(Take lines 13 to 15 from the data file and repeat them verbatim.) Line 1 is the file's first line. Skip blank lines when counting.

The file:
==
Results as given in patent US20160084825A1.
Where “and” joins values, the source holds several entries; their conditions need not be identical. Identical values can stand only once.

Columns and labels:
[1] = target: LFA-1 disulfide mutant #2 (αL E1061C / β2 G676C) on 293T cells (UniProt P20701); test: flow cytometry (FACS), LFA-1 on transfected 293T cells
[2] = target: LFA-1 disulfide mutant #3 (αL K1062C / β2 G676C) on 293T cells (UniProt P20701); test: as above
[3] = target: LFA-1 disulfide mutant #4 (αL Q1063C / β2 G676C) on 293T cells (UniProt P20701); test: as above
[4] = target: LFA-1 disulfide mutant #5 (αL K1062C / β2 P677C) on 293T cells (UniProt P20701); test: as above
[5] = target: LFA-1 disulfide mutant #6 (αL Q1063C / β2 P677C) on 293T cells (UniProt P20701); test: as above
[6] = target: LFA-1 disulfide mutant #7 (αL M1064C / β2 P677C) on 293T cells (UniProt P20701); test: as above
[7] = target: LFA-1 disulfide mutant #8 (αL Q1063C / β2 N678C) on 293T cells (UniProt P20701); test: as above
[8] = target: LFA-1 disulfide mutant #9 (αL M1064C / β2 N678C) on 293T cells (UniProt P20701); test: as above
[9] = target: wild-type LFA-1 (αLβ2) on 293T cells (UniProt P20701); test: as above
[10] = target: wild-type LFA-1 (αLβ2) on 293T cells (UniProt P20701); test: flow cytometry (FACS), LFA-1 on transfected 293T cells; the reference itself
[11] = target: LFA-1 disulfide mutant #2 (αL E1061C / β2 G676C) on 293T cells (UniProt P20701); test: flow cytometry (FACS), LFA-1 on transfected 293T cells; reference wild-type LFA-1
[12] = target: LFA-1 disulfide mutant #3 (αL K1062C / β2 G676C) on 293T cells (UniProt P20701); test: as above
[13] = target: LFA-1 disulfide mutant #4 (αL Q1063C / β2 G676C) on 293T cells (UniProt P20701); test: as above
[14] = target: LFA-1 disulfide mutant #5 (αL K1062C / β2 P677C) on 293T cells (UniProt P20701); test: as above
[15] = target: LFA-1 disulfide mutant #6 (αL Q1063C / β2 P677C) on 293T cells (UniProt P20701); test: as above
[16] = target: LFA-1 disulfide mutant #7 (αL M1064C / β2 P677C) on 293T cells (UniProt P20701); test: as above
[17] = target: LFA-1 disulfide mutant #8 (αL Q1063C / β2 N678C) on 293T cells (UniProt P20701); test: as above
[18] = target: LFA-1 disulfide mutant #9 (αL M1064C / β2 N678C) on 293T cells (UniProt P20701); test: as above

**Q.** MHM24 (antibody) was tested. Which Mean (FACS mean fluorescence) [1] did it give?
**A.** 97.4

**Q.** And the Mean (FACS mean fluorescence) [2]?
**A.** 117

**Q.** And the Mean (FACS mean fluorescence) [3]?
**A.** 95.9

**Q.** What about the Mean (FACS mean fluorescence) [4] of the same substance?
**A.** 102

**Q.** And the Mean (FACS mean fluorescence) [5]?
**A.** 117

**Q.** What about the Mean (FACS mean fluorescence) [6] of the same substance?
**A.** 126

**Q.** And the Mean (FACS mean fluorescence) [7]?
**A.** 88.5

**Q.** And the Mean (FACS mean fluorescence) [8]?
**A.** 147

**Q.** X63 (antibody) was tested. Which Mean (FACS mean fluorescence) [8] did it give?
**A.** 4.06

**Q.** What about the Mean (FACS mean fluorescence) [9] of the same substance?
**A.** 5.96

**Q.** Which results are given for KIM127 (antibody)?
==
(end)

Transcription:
[10] = target: wild-type LFA-1 (αLβ2) on 293T cells (UniProt P20701); test: flow cytometry (FACS), LFA-1 on transfected 293T cells; the reference itself
[11] = target: LFA-1 disulfide mutant #2 (αL E1061C / β2 G676C) on 293T cells (UniProt P20701); test: flow cytometry (FACS), LFA-1 on transfected 293T cells; reference wild-type LFA-1
[12] = target: LFA-1 disulfide mutant #3 (αL K1062C / β2 G676C) on 293T cells (UniProt P20701); test: as above